The island was originally called by the Arawak name “Yuma.” It was rechristened “Fernandina” by Christopher Columbus on his first voyage in 1492, during which Long Island is believed to have been his third stop, following San Salvador and Rum Cay to the east. Archaeological evidence, including ceremonial stools called duhos, shows that the Lucayan Taíno tribe settled on Long Island, probably in the island’s cave system. After the demise of the Lucayans, who were carried as slaves to Hispaniola and Cuba, there was no large settlement until the arrival of the Loyalists.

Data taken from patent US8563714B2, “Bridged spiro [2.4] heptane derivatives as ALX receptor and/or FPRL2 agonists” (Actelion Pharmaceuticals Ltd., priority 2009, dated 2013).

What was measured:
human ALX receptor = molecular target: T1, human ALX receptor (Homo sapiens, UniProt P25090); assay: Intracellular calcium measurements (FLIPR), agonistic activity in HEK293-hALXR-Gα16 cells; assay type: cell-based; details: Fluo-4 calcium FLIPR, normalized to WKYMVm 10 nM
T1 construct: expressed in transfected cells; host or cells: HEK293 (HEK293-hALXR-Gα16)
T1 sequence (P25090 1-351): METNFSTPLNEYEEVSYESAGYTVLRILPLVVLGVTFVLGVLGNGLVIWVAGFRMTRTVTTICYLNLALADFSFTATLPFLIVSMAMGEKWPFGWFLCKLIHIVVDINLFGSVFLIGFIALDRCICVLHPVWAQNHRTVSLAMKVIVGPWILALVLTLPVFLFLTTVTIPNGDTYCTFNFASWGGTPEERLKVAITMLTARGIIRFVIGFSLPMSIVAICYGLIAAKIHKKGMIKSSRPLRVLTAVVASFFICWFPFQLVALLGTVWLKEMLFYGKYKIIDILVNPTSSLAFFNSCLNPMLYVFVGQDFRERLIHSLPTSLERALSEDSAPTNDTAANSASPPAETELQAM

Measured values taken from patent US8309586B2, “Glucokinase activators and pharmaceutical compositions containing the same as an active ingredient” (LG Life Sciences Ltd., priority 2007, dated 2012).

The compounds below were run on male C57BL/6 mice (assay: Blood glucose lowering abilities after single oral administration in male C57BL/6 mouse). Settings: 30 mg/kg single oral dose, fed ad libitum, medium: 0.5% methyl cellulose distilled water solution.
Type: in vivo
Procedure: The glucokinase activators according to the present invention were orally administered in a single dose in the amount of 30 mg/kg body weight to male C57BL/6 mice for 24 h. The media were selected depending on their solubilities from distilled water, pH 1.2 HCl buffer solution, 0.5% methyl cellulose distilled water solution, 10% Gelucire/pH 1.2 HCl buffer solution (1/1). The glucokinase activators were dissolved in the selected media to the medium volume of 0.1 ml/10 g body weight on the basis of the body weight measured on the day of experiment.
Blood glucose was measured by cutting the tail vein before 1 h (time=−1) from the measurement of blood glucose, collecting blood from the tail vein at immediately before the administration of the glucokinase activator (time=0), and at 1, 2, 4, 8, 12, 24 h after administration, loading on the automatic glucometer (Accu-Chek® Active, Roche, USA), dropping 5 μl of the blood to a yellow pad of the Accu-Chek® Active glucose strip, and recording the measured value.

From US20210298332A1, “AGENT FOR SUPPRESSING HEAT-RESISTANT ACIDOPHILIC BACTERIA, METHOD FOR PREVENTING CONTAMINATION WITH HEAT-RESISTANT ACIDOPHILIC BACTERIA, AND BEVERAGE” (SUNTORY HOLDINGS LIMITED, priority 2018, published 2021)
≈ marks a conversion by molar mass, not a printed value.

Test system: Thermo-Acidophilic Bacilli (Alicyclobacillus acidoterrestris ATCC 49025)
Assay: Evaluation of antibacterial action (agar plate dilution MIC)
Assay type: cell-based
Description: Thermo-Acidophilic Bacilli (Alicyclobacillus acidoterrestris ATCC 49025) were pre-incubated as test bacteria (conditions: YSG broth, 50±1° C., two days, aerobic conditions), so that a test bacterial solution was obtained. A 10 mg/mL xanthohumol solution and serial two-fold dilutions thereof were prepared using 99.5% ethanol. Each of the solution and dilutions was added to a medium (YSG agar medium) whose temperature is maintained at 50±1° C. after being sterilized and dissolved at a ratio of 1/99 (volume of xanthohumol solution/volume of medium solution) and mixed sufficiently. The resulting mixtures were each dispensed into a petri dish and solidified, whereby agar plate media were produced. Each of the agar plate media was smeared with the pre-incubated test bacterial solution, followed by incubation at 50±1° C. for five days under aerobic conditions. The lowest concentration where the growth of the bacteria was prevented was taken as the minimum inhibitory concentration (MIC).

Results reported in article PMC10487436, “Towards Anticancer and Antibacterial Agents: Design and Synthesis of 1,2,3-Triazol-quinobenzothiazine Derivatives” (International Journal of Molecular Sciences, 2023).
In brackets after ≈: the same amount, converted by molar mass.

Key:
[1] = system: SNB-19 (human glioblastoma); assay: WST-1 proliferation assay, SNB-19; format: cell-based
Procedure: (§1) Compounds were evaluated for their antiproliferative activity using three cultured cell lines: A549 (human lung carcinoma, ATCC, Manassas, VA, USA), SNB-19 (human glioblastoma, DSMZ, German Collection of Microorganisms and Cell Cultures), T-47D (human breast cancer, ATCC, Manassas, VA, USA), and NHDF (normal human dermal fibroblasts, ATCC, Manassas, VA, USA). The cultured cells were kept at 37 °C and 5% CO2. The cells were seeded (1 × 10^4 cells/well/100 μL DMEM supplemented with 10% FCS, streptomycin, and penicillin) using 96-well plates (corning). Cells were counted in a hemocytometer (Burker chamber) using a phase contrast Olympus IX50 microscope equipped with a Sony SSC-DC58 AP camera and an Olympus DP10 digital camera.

The original Loyalists were mainly from New England and New Jersey and arrived on Long Island after fleeing the American Revolution. These families started the first farms, primarily raising cattle and sheep. By the 1790s, settlers began to arrive from the Carolinas and proceeded to set up cotton plantations. The plantations flourished for only a few years and, by the time of the abolition of slavery in 1834, most had collapsed and been abandoned. There are many ruins from this era today, the majority of which are overgrown by bush. There are also remains of some of the houses built after slavery, which are usually small and built of stone. Originally, they had thatched roofs; today, most are shingled. The descendants of these families continue to be widespread on the island. [Wikipedia]